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Love and War

Aside Burundi Happy Holidays! Testimony

Goreth and Evariste

Happy Valentine's Day from Amani!

“Twelve years,” they say, beaming. “But it was yesterday,” says Goreth, laughing. Goreth and Evariste are like newlyweds, still amazed by the love they have for each other. Goreth is Amani’s Burundi Country Director. With Evariste’s partnering support, she started Amahoro ava mw’Ijuru (Amani Burundi) in 2004 and continues to lead women in this community of peace.   [caption id="attachment_1228" align="aligncenter" width="225"] Goreth and Evariste[/caption] In a culture where couples rarely express emotion and reveal little of  themselves, Goreth and Evariste's effusive love is surprising to say the least. Their warmth and affection for each other is contagious; people who meet them are drawn toward love. Evariste still remembers the first time he saw her. “She was so beautiful. She still is,” he says. She smiles like he’s telling her for the first time.
Many years passed -- years during which they experienced war and mourned many deaths -- between their first encounter and their marriage: they met in 1993, but weren’t married until 1999. It was when Goreth got a job with Campus Crusade for Christ that she first met Evariste -- she still likes to remind him that she was his boss in those early years. Their friendship grew despite social barriers of ethnic prejudices. Not only were they from different ethinic communities where mixed relations were taboo, but Goreth grew up as an orphan in an upper class family while Evariste came from a very poor background. Suddenly, war broke out in Burundi, and ethnic cleansing escalated. Fleeing the violence, Goreth narrowly escaped death when she was singled out for execution at a border crossing because of her Tutsi heritage. A former neighbor recognized her and pleaded for her life, begging, "She is good; she was raised in the home of a Hutu." God spared her life. Goreth escaped to Rwanda only to find herself again in the throes of a genocide that would surely snuff out her life. Miraculously, she survived, and along with many other refugees, began the long journey into exile which would eventually lead her to Nairobi. It was in 1996 that Goreth once again met Evariste, this time in Nairobi. Unbeknownst to Goreth, Evariste had moved to Nairobi to further his studies. When Evariste saw Goreth he hardly recognized her, "Could this be the same beautiful woman I saw years ago?" War had taken its toll. Goreth's face, which had once radiated light, had dulled and darkened. She had seen death: her eyes had become deep crevasses that spoke of soul wrenching-pain. Evariste could not see the weakened vessel standing before him but only had eyes for the beautiful woman of virtue he had once known. Defying all human and social barriers he proposed to her -- this was the woman he wanted to spend the rest of his life with! At first they kept their engagement a secret. There was much to fear coming out of a genocide where families were ripped apart because of their ethnic mix. Goreth and Evariste were soon ostracized by the Burundian community when the truth of their engagement was revealed. Finally, they married in 1999. Together, they faced a world that rejected them. In the midst of poverty and loneliness, their love kept them alive. In 2000 Goreth heard about Amani ya Juu. Someone told her, “Go to Amani, they will take a refugee like you.”  At Amani Goreth and Evariste found a community of love and acceptance. "Could this be real?" they often asked. After years of running they had found a place where they could rest, where they were safe, where they could heal from the pain of war. After four years of training and working at Amani, Goreth and Evariste decided it was time to make a bold move and return to Burundi to help rebuild their country. While Goreth had vowed never to return to her home country after experiencing so much brutality, hatred, and destruction, her heart had been transformed by Christ's peace. There was no question about her return to Burundi. Her farewell words to the Amani family can still be heard today "If I don't go back, how will my people hear about God's peace?" Amahoro ava mw'Ijuru was planted. There have been many challenges, and it has not always been safe for them. Goreth and Evariste know that love comes at a cost, a cost they are willing to pay in order to pass peace in a place that has been marked by violence and poverty. Does their wedding seem like yesterday? Yes. Together, they have learned that a love that is fought for is a love that endures. [caption id="attachment_1229" align="aligncenter" width="500"] Goreth and Evariste enjoying a moment with their children[/caption]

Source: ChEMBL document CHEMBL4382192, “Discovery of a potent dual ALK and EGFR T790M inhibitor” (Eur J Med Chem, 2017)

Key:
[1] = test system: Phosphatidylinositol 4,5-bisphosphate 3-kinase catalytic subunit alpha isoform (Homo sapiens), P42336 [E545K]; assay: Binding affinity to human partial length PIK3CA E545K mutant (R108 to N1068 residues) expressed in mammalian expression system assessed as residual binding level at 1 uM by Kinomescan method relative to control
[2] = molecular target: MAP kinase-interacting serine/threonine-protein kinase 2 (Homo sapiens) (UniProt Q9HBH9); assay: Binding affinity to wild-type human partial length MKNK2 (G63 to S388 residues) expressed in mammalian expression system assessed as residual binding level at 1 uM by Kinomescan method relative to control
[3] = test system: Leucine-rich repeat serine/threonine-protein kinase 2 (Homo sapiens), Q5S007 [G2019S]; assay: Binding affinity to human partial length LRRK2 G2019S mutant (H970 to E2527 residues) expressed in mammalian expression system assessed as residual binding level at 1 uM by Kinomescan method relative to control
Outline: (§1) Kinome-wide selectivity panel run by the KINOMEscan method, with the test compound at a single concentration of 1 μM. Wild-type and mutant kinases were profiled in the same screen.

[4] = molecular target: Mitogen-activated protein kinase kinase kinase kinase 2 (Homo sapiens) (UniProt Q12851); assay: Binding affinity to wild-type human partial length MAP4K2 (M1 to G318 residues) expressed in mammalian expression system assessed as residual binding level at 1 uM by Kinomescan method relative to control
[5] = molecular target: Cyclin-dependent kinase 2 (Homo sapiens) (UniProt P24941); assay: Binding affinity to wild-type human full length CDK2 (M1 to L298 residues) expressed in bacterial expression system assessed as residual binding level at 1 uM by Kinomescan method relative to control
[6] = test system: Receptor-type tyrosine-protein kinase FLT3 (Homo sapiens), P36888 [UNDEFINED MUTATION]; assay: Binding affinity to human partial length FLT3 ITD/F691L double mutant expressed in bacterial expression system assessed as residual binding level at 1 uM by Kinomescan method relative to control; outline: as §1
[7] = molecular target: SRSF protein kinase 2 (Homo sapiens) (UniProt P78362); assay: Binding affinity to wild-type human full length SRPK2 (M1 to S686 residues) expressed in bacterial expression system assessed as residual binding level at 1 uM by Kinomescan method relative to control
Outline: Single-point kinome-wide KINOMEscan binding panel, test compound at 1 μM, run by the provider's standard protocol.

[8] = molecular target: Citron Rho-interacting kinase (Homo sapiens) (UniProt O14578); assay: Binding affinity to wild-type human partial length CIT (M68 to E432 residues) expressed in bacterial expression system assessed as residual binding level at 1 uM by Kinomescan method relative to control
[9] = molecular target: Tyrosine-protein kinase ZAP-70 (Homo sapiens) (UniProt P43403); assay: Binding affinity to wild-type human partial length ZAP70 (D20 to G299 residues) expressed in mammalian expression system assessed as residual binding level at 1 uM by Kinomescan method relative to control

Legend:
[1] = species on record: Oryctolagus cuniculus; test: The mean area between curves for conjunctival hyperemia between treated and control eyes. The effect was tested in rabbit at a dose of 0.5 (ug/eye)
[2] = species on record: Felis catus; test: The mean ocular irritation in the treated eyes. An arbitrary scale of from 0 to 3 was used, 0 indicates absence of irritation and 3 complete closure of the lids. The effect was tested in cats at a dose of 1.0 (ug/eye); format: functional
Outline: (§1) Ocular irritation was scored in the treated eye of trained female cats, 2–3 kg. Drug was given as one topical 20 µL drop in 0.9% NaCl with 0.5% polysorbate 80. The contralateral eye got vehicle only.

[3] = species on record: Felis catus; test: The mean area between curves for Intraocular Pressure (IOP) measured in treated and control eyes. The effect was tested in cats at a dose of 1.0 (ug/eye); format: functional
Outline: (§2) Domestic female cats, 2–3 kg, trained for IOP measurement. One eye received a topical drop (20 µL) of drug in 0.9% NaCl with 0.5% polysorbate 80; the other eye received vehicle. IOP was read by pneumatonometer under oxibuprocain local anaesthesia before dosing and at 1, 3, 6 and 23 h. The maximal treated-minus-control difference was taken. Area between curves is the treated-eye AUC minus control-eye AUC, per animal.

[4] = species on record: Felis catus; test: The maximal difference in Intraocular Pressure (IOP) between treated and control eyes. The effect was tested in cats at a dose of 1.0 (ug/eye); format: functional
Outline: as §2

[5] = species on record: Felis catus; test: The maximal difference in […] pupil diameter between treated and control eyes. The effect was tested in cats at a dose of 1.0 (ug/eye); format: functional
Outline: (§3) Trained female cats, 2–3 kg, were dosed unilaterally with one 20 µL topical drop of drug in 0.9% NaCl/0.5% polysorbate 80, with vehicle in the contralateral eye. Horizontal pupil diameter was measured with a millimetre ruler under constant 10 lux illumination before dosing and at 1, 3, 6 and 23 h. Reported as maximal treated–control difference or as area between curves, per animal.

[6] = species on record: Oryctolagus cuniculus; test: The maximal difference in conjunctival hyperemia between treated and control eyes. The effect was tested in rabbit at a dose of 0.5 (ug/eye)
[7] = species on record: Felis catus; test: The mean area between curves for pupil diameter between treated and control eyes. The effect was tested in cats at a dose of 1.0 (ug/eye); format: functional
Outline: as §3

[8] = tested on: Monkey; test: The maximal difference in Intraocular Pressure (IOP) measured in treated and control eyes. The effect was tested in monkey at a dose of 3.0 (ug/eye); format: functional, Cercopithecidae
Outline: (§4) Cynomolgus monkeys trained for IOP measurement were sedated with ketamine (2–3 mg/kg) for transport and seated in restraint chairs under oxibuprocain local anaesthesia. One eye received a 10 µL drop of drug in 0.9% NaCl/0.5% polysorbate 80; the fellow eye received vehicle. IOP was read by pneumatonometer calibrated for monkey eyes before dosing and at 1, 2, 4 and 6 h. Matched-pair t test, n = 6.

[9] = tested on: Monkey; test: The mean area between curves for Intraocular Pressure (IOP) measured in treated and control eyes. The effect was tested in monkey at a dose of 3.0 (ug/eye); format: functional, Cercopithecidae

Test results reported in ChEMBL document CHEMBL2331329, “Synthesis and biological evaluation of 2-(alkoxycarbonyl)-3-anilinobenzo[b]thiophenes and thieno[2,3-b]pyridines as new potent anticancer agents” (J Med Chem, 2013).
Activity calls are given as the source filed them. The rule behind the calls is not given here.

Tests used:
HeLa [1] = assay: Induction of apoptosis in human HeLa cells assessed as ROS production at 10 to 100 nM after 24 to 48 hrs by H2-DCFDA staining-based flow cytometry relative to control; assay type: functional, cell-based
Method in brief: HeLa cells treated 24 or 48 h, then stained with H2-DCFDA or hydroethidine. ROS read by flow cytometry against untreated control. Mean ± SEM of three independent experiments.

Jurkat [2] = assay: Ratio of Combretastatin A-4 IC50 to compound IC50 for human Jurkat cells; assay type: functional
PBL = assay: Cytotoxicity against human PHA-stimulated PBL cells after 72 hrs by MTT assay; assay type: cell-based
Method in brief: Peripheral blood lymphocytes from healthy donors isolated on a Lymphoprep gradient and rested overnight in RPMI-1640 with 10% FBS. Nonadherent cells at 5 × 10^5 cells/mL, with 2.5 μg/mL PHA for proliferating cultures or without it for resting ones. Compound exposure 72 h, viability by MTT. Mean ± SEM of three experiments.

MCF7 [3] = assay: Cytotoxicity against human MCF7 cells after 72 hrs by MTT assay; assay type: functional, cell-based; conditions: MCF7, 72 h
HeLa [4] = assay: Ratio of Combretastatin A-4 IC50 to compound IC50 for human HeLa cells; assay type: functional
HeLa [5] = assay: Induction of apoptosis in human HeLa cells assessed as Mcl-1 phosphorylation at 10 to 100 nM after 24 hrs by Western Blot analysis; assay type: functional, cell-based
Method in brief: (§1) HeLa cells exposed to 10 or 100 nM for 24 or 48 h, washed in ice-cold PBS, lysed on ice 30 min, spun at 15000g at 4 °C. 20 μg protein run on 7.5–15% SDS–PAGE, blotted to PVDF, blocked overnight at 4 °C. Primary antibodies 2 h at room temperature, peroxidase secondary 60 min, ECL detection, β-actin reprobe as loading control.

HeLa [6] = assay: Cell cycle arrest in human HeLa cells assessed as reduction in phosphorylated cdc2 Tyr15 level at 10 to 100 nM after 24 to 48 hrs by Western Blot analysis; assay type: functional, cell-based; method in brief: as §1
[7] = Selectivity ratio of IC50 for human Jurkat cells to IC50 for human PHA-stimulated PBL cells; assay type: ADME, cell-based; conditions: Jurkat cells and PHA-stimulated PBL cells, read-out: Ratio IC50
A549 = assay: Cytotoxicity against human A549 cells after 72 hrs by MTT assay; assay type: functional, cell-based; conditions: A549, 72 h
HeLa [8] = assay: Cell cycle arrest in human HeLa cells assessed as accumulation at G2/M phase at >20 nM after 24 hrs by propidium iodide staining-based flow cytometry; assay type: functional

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  • Amani ya Juu on

    Thanks, Peter! If you are based in the US, you can learn about our volunteer program here: Or, if you are located near one of our Africa centers, contact them directly here:

  • Peter Avor on

    I luv u guys r do’n hw cn i b more dan a fan

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